EPA reaches $11M settlement with Pridco over contamination
The Environmental Protection Agency has announced that it reached a settlement with the Puerto Rico Industrial Development Co. (Pridco) for the reimbursement of $11 million in costs it incurred in cleaning up contamination at the Maunabo Groundwater Superfund Site.
The site is located in the southeastern coast of Puerto Rico, where according to the EPA the groundwater is contaminated with “various types of volatile organic compounds (VOCs), including tetrachloroethene (PCE), trichloroethene (TCE), and cis-1,2-dichloroethene (cis-1,2-DCE).”
The settlement reimburses EPA for its work in “assessing the contamination, designing the remedy and cleaning up the groundwater contamination,” the agency said. Under the terms of the settlement, Pridco will pay the total over seven years to cover all of the agency’s response costs and interest and will ensure “that the drinking water in the affected communities is safe for residents.”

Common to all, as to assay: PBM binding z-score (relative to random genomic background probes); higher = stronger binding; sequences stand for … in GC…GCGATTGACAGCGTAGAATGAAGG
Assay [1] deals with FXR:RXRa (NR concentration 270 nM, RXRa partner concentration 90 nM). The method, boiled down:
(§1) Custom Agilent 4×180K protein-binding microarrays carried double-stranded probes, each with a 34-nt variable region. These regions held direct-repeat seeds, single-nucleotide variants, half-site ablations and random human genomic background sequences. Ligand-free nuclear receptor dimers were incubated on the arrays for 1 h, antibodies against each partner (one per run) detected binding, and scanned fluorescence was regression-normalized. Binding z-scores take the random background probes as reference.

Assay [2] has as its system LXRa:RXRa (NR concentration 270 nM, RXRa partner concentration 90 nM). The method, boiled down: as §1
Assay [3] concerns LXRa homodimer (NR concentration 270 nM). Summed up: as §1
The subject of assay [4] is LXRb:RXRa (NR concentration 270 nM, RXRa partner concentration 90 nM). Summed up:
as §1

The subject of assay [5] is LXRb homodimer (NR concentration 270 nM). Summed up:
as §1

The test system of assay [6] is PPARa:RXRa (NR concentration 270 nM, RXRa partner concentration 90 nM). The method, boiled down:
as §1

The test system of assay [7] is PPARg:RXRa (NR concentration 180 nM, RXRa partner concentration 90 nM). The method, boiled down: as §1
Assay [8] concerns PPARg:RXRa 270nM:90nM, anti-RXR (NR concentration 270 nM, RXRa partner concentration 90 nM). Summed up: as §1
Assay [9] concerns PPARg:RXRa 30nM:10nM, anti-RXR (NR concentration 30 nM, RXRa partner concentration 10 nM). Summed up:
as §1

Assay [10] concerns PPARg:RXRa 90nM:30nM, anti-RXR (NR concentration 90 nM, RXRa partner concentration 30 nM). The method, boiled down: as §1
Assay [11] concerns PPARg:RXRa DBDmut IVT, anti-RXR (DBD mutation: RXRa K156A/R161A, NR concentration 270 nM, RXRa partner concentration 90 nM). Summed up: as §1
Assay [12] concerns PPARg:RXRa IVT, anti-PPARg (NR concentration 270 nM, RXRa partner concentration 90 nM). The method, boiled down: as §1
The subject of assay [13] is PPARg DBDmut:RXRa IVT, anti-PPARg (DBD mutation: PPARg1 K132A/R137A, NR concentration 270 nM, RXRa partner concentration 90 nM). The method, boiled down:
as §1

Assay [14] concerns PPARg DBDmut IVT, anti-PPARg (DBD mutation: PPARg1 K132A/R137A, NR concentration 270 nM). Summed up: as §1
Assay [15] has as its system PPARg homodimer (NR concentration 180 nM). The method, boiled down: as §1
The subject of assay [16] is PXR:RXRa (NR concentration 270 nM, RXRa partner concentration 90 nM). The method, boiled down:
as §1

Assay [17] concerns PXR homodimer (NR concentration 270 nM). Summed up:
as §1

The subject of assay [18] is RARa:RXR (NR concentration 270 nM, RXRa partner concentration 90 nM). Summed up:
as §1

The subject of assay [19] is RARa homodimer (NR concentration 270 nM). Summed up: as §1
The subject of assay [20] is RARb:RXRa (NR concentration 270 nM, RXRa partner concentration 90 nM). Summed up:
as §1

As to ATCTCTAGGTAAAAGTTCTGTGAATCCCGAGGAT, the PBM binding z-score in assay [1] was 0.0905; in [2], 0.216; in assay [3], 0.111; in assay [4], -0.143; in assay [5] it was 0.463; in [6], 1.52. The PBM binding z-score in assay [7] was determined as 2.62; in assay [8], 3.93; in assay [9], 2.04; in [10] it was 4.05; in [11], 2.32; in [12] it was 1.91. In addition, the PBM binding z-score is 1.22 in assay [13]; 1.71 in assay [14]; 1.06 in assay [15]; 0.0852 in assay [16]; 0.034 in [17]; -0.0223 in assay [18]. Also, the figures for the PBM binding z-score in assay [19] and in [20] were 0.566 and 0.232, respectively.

The site includes four wells that provide drinking water to the Maunabo Urbano public water system, which the agency said is currently getting its drinking water from safe sources.
EPA Regional Administrator Lisa F. García said the settlement holds the government-owned corporation accountable, “not the taxpayer,” for the cleanup of contamination at its industrial park “and protects the Maunabo community.”
The agency recounted the events leading to the settlement as follows: “In September 2015, PRIDCO declined to participate in settlement discussions, leading the United States Department of Justice (DOJ) to file a civil lawsuit in a federal District Court in Puerto Rico to recover EPA’s costs for cleaning up the site. The DOJ argued that PRIDCO, as the owner of the industrial park, was legally responsible for the contaminated groundwater, and the court agreed….”
“PRIDCO appealed the decision to the U.S. Court of Appeals for the First Circuit, which upheld the District Court’s ruling. The settlement resolves PRIDCO’s current financial obligations for the site as a result of the lawsuit,” the agency stated.
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